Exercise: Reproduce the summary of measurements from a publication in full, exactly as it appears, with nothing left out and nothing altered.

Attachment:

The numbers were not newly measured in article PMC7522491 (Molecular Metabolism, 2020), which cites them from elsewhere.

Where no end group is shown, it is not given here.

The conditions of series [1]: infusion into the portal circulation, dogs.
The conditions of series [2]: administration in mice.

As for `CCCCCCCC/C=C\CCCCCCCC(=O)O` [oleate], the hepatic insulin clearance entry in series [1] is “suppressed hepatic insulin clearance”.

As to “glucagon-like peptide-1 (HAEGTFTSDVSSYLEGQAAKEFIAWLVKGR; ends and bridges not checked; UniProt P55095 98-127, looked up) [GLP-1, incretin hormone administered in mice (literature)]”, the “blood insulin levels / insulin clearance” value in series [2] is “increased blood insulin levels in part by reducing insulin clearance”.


The numbers were not newly measured in article PMC7522491 (Molecular Metabolism, 2020), which cites them from elsewhere.

Where no end group is shown, it is not given here.

The conditions of series [1]: infusion into the portal circulation, dogs.
The conditions of series [2]: administration in mice.

As for `CCCCCCCC/C=C\CCCCCCCC(=O)O` [oleate], the hepatic insulin clearance entry in series [1] is “suppressed hepatic insulin clearance”.

As to “glucagon-like peptide-1 (HAEGTFTSDVSSYLEGQAAKEFIAWLVKGR; ends and bridges not checked; UniProt P55095 98-127, looked up) [GLP-1, incretin hormone administered in mice (literature)]”, the “blood insulin levels / insulin clearance” value in series [2] is “increased blood insulin levels in part by reducing insulin clearance”.